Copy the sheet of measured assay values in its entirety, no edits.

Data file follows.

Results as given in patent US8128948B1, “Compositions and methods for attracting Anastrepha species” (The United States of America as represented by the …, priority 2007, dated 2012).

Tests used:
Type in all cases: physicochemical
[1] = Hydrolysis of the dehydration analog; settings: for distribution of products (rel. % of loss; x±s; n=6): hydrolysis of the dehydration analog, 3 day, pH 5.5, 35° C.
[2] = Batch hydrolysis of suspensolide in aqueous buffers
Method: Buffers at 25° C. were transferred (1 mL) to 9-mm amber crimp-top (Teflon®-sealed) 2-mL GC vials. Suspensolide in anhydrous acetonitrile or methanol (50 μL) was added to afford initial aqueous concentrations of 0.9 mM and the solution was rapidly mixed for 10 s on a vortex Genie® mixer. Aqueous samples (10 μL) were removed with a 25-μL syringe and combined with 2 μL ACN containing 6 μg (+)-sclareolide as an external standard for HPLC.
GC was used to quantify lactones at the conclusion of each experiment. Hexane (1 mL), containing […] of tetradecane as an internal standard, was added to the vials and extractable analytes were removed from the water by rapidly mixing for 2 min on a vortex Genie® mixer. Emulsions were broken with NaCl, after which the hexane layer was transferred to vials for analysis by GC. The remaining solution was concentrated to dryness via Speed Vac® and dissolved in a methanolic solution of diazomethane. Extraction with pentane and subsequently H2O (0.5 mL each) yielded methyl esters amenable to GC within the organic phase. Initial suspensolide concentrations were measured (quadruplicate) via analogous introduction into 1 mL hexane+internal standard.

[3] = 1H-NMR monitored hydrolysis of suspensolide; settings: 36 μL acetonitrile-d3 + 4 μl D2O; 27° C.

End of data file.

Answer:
Results as given in patent US8128948B1, “Compositions and methods for attracting Anastrepha species” (The United States of America as represented by the …, priority 2007, dated 2012).

Tests used:
Type in all cases: physicochemical
[1] = Hydrolysis of the dehydration analog; settings: for distribution of products (rel. % of loss; x±s; n=6): hydrolysis of the dehydration analog, 3 day, pH 5.5, 35° C.
[2] = Batch hydrolysis of suspensolide in aqueous buffers
Method: Buffers at 25° C. were transferred (1 mL) to 9-mm amber crimp-top (Teflon®-sealed) 2-mL GC vials. Suspensolide in anhydrous acetonitrile or methanol (50 μL) was added to afford initial aqueous concentrations of 0.9 mM and the solution was rapidly mixed for 10 s on a vortex Genie® mixer. Aqueous samples (10 μL) were removed with a 25-μL syringe and combined with 2 μL ACN containing 6 μg (+)-sclareolide as an external standard for HPLC.
GC was used to quantify lactones at the conclusion of each experiment. Hexane (1 mL), containing […] of tetradecane as an internal standard, was added to the vials and extractable analytes were removed from the water by rapidly mixing for 2 min on a vortex Genie® mixer. Emulsions were broken with NaCl, after which the hexane layer was transferred to vials for analysis by GC. The remaining solution was concentrated to dryness via Speed Vac® and dissolved in a methanolic solution of diazomethane. Extraction with pentane and subsequently H2O (0.5 mL each) yielded methyl esters amenable to GC within the organic phase. Initial suspensolide concentrations were measured (quadruplicate) via analogous introduction into 1 mL hexane+internal standard.

[3] = 1H-NMR monitored hydrolysis of suspensolide; settings: 36 μL acetonitrile-d3 + 4 μl D2O; 27° C.